The verdict: is blogging or tweeting about research papers worth it? Eager to find out what impact blogging and social media could have on the dissemination of her work, Melissa Terras took all of her academic research, including papers that have been available online for years, to the web and found that her audience responded with a huge leap in interest in her work. In October 2011 I began a project to make all of my 26 articles published in refereed journals available via UCL’s Open Access Repository – “Discovery“. I decided that as well as putting them in the institutional repository, I would write a blog post about each research project, and tweet the papers for download. Would this affect how much my research was read, known, discussed, distributed? I wrote about the stories behind the research papers – the stuff that doesn’t make it into the official writeup. So what are my conclusions about this whole experiment? Some rough stats, first of all. The image above shows the top ten papers downloaded from my entire department over the last year.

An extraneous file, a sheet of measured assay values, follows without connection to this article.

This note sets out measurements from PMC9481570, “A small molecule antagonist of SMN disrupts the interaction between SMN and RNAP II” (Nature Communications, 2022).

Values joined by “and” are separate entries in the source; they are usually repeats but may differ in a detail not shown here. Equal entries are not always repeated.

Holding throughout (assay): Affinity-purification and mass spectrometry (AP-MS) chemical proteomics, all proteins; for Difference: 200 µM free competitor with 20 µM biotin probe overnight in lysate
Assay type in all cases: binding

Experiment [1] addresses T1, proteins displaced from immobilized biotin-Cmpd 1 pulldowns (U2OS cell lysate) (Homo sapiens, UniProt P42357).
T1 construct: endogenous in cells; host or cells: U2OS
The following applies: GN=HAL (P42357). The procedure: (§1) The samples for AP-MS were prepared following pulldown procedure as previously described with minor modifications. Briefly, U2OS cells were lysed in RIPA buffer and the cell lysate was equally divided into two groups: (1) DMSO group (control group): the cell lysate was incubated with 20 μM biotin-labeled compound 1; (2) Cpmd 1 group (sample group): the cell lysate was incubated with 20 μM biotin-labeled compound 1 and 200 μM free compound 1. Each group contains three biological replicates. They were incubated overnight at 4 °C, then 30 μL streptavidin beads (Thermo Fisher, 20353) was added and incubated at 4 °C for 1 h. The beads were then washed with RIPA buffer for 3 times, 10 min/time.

Simple Coding - Introduction Software makes the world go round. Cars and TVs have software that controls how they work, and global commerce and finance are impossible without software that control the stocks, carry out payments, find the best transport route, etc. Coding (or programming) is the construction of software. Coding involves writing a ‘recipe’, which in Computing is called an algorithm, in a so called programming language that a computer can understand. We will use Python, a popular programming language for teaching and for professional software development. This tutorial shows how to code in Python the basic building blocks of all algorithms, and how to ask the user for input and produce some output on the screen. You won’t have to install any software, the code examples are embedded in this web site (they may take a little while to show up) and you can execute and change them right here! Go ahead, click ‘Run’ to execute the following program (I’ll explain it later). You can also change the code.